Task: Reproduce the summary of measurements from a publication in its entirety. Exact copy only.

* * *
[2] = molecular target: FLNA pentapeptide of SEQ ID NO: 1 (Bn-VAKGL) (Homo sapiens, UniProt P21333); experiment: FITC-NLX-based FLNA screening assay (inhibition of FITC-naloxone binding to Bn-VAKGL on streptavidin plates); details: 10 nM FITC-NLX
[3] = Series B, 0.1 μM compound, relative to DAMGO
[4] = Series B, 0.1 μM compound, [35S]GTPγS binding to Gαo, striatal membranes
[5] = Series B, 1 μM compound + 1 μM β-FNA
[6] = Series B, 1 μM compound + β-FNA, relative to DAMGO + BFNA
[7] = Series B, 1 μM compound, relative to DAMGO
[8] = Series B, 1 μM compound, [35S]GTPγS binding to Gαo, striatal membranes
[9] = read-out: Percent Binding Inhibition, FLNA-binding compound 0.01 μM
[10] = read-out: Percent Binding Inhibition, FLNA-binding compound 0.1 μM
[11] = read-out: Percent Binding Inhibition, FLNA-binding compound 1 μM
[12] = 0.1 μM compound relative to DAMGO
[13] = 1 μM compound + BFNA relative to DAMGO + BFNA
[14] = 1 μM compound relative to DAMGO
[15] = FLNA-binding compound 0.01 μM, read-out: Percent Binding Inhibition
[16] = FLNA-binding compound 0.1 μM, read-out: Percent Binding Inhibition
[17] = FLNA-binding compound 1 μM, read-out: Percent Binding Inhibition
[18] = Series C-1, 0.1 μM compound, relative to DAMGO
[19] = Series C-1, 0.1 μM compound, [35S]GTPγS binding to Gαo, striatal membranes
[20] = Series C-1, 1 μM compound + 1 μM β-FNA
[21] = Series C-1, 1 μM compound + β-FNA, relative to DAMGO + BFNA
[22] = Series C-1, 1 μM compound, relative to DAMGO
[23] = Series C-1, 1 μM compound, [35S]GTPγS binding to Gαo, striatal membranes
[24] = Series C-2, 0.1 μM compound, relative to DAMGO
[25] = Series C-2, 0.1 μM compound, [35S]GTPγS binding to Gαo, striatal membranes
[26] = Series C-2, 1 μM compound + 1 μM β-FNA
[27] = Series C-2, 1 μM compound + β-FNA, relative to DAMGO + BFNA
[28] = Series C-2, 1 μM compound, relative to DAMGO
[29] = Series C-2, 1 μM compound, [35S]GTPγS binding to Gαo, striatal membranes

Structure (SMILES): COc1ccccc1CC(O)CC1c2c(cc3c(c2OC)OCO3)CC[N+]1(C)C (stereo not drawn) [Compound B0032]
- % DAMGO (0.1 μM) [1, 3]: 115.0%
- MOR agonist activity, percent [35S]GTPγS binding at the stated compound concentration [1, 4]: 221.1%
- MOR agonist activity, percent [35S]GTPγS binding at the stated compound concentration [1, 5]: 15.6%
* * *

[2] = molecular target: FLNA pentapeptide of SEQ ID NO: 1 (Bn-VAKGL) (Homo sapiens, UniProt P21333); experiment: FITC-NLX-based FLNA screening assay (inhibition of FITC-naloxone binding to Bn-VAKGL on streptavidin plates); details: 10 nM FITC-NLX
[3] = Series B, 0.1 μM compound, relative to DAMGO
[4] = Series B, 0.1 μM compound, [35S]GTPγS binding to Gαo, striatal membranes
[5] = Series B, 1 μM compound + 1 μM β-FNA
[6] = Series B, 1 μM compound + β-FNA, relative to DAMGO + BFNA
[7] = Series B, 1 μM compound, relative to DAMGO
[8] = Series B, 1 μM compound, [35S]GTPγS binding to Gαo, striatal membranes
[9] = read-out: Percent Binding Inhibition, FLNA-binding compound 0.01 μM
[10] = read-out: Percent Binding Inhibition, FLNA-binding compound 0.1 μM
[11] = read-out: Percent Binding Inhibition, FLNA-binding compound 1 μM
[12] = 0.1 μM compound relative to DAMGO
[13] = 1 μM compound + BFNA relative to DAMGO + BFNA
[14] = 1 μM compound relative to DAMGO
[15] = FLNA-binding compound 0.01 μM, read-out: Percent Binding Inhibition
[16] = FLNA-binding compound 0.1 μM, read-out: Percent Binding Inhibition
[17] = FLNA-binding compound 1 μM, read-out: Percent Binding Inhibition
[18] = Series C-1, 0.1 μM compound, relative to DAMGO
[19] = Series C-1, 0.1 μM compound, [35S]GTPγS binding to Gαo, striatal membranes
[20] = Series C-1, 1 μM compound + 1 μM β-FNA
[21] = Series C-1, 1 μM compound + β-FNA, relative to DAMGO + BFNA
[22] = Series C-1, 1 μM compound, relative to DAMGO
[23] = Series C-1, 1 μM compound, [35S]GTPγS binding to Gαo, striatal membranes
[24] = Series C-2, 0.1 μM compound, relative to DAMGO
[25] = Series C-2, 0.1 μM compound, [35S]GTPγS binding to Gαo, striatal membranes
[26] = Series C-2, 1 μM compound + 1 μM β-FNA
[27] = Series C-2, 1 μM compound + β-FNA, relative to DAMGO + BFNA
[28] = Series C-2, 1 μM compound, relative to DAMGO
[29] = Series C-2, 1 μM compound, [35S]GTPγS binding to Gαo, striatal membranes

Structure (SMILES): COc1ccccc1CC(O)CC1c2c(cc3c(c2OC)OCO3)CC[N+]1(C)C (stereo not drawn) [Compound B0032]
- % DAMGO (0.1 μM) [1, 3]: 115.0%
- MOR agonist activity, percent [35S]GTPγS binding at the stated compound concentration [1, 4]: 221.1%
- MOR agonist activity, percent [35S]GTPγS binding at the stated compound concentration [1, 5]: 15.6%